In spring 2017, I brought together an international team of reporters for an investigation into the secret World-Check database, which lists over 2 million people.
The watch list of “high risk” people and organisations is compiled by Thomson Reuters, and sold to almost all the world’s major banks, police forces, intelligence agencies and non-government organisations.
With access to a copy of the database from late 2014, we found that the list is compiled using media reports and other public sources, without further research or regular updates. Often, information is incomplete, out of date or just plain wrong.
The system is supposed to identify people connected to terrorism and financial crime, as well as senior politicians who banks must monitor for money laundering activity.
People listed on the database could find themselves refused service by banks, while blacklisted charities and businesses may lose out on grants and contracts. Thomson Reuters does not contact the people it adds to its database, and banks are forbidden from telling customers they are on the watch list.
Joint publication exposing World-Check database
On Saturday 24 June 2017, after months of research, we all published our findings simultaneously, in print, online and at the radio. I’m quite proud of the results, and the impact.
Not only did many other media outlets report on our exposure specifically in the Netherlands and Belgium, the matter was brought up in Dutch parliament, and the Belgian, Italian and British Privacy Commissioners started an investigation. The Moslimliga in Belgium takes World-Check to court to get removed from the list. In each of the countries, upon hearing about our investigation, people wrote to World-Check to ask a copy of the data held on them, and to get them corrected or removed.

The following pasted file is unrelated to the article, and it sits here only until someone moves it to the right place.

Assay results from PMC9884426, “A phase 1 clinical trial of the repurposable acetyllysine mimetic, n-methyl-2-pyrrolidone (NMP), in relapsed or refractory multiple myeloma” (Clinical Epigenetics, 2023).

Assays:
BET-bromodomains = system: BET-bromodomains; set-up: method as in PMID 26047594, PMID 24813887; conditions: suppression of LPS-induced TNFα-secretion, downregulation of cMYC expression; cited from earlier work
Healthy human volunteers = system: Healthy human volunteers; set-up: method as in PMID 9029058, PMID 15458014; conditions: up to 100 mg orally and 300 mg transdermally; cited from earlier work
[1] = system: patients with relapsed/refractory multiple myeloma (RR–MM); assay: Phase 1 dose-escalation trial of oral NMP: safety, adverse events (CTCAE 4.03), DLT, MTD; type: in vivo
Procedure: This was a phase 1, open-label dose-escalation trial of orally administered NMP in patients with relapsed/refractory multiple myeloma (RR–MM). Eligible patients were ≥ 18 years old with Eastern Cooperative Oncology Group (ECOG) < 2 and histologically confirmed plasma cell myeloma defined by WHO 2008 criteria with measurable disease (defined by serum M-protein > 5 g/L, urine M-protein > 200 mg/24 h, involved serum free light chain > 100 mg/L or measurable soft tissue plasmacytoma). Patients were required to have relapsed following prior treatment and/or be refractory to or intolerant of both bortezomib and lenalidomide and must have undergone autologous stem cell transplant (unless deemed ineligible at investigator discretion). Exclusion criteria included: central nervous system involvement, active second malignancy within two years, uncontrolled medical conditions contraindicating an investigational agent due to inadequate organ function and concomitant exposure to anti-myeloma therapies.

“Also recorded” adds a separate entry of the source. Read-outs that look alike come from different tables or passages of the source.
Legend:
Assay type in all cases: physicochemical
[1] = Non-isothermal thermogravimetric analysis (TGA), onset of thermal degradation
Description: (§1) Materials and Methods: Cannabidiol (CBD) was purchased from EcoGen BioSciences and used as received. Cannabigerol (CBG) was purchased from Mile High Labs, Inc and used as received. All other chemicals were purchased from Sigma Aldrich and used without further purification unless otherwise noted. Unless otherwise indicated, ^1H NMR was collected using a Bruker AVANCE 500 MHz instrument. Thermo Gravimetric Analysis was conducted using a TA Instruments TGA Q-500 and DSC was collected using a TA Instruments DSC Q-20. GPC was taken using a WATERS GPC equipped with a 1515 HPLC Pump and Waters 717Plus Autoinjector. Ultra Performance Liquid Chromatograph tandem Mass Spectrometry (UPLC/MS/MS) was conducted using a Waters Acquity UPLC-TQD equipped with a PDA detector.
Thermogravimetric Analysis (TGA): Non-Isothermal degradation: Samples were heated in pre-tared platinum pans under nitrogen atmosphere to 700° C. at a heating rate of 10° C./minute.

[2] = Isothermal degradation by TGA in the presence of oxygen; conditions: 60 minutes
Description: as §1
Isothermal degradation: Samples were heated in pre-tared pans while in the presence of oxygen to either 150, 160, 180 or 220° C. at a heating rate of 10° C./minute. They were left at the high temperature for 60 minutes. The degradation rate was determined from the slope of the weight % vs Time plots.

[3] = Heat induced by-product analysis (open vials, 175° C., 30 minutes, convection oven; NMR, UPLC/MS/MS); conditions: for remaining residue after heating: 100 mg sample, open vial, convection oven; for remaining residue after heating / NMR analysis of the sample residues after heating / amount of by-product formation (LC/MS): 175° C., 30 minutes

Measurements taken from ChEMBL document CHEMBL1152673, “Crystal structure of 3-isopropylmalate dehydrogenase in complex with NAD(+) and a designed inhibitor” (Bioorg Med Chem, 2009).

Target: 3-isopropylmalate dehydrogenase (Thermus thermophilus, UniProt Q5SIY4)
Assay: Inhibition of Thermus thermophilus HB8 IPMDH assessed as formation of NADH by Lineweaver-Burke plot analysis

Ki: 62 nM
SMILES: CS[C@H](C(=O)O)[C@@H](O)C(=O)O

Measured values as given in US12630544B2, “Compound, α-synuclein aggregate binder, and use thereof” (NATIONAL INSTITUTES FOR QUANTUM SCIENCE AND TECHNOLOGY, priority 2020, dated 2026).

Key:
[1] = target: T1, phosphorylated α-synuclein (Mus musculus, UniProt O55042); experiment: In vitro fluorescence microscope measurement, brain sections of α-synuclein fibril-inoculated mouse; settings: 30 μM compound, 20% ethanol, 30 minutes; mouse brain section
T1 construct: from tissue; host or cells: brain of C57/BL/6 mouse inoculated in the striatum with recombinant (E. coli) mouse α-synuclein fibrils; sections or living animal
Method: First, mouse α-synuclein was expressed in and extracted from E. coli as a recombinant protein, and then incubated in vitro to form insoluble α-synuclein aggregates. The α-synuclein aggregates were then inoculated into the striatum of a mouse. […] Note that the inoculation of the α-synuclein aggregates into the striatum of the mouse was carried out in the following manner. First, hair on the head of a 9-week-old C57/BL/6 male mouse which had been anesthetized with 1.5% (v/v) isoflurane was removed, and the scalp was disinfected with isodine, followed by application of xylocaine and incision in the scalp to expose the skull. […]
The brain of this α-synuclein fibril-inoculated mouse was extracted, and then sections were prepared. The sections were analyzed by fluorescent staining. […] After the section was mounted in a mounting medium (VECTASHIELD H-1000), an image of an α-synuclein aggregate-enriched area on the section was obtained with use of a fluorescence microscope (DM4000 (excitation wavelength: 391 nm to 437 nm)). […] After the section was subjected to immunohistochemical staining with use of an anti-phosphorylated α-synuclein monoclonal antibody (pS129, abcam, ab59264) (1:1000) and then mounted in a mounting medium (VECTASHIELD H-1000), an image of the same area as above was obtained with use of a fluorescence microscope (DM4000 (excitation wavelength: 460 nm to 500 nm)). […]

Also, the Italian Data Protection Authority asked the EU independent data protection authority to put World-Check blacklisting on the agenda. World-Check was discussed at the meeting of the Financial Matters subgroup of the Article 29 Working Group (the representatives of all EU data protection national authorities) held the 5th of July – and is monitoring World-Check since.
- Duizenden Nederlanders op gelekte zwarte lijst – OneWorld, Sanne Terlingen, Huub Jaspers and Eveline Lubbers
- Auf der schwarzen Liste der Banken – Süddeutsche Zeitung, Jasmin Klofta
- Flimsy evidence and fringe sources land people on secretive banking watchlist – The Intercept, Cora Courier
Online and in print
- 16.000 Belgen op grootste zwarte lijst ter wereld – De Tijd, Lars Bové and Emmanual Vanbrussel
- La grande schedatura: oltre due milioni di persone tra i soggetti a rischio per banche e intelligence – Repubblica.it, Stefania Maurizo
- Duizenden Nederlanders op gelekte zwarte lijst – Argos, NPO1 Radio, Sanne Terlingen, Huub Jaspers en Eveline Lubbers
- Unschuldig auf der schwarzen Liste – ARD Tagesschau, Jasmin Klofta
A copy of the database as it stood in 2014 was accidentally leaked on a public internet server, where it was discovered last summer by Chris Vickery, a computer security researcher in the US.
The investigation reveals a range of questionable entries, including:
- José Miguel Vivanco, a director at Human Rights Watch (HRW), was added to the watch list with a note recording his work on the prosecution of Augusto Pinochet, the Chilean dictator. Dinah PoKempner, the organization’s General Counsel, said: “We are surprised and puzzled to find ourselves and Mr Vivanco in this database and can’t imagine what standards are being applied.
- The activist group Greenpeace was listed after being fined for accidentally damaging a coral reef, while Occupy Wall Street was blacklisted over alleged links to Anonymous hackers.